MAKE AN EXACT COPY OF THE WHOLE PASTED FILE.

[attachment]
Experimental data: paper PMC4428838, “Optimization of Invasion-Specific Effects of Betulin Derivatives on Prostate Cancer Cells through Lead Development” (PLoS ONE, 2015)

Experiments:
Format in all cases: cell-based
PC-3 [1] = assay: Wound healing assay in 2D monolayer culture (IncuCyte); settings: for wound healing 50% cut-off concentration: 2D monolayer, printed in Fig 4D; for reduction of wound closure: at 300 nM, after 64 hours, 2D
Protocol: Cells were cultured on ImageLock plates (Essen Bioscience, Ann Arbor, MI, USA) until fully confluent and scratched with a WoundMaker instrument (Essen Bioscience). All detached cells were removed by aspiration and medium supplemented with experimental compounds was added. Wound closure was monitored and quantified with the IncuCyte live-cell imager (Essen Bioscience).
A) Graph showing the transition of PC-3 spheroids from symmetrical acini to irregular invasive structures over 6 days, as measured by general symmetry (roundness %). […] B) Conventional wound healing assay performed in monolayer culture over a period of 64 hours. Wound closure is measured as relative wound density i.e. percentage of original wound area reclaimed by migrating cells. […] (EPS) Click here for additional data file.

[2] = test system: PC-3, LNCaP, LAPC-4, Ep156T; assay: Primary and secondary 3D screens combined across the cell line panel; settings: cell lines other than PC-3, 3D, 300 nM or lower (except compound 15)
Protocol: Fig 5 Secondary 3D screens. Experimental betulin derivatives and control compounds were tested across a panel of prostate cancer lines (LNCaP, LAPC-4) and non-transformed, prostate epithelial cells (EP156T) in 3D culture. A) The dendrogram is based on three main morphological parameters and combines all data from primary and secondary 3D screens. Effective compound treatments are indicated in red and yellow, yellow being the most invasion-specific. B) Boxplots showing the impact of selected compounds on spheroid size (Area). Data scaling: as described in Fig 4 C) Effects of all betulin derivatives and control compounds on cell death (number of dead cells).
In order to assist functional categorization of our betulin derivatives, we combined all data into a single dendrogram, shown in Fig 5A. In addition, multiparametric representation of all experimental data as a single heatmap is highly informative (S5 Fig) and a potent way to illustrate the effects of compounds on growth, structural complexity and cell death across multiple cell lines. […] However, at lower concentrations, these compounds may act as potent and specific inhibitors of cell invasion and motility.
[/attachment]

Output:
Experimental data: paper PMC4428838, “Optimization of Invasion-Specific Effects of Betulin Derivatives on Prostate Cancer Cells through Lead Development” (PLoS ONE, 2015)

Experiments:
Format in all cases: cell-based
PC-3 [1] = assay: Wound healing assay in 2D monolayer culture (IncuCyte); settings: for wound healing 50% cut-off concentration: 2D monolayer, printed in Fig 4D; for reduction of wound closure: at 300 nM, after 64 hours, 2D
Protocol: Cells were cultured on ImageLock plates (Essen Bioscience, Ann Arbor, MI, USA) until fully confluent and scratched with a WoundMaker instrument (Essen Bioscience). All detached cells were removed by aspiration and medium supplemented with experimental compounds was added. Wound closure was monitored and quantified with the IncuCyte live-cell imager (Essen Bioscience).
A) Graph showing the transition of PC-3 spheroids from symmetrical acini to irregular invasive structures over 6 days, as measured by general symmetry (roundness %). […] B) Conventional wound healing assay performed in monolayer culture over a period of 64 hours. Wound closure is measured as relative wound density i.e. percentage of original wound area reclaimed by migrating cells. […] (EPS) Click here for additional data file.

[2] = test system: PC-3, LNCaP, LAPC-4, Ep156T; assay: Primary and secondary 3D screens combined across the cell line panel; settings: cell lines other than PC-3, 3D, 300 nM or lower (except compound 15)
Protocol: Fig 5 Secondary 3D screens. Experimental betulin derivatives and control compounds were tested across a panel of prostate cancer lines (LNCaP, LAPC-4) and non-transformed, prostate epithelial cells (EP156T) in 3D culture. A) The dendrogram is based on three main morphological parameters and combines all data from primary and secondary 3D screens. Effective compound treatments are indicated in red and yellow, yellow being the most invasion-specific. B) Boxplots showing the impact of selected compounds on spheroid size (Area). Data scaling: as described in Fig 4 C) Effects of all betulin derivatives and control compounds on cell death (number of dead cells).
In order to assist functional categorization of our betulin derivatives, we combined all data into a single dendrogram, shown in Fig 5A. In addition, multiparametric representation of all experimental data as a single heatmap is highly informative (S5 Fig) and a potent way to illustrate the effects of compounds on growth, structural complexity and cell death across multiple cell lines. […] However, at lower concentrations, these compounds may act as potent and specific inhibitors of cell invasion and motility.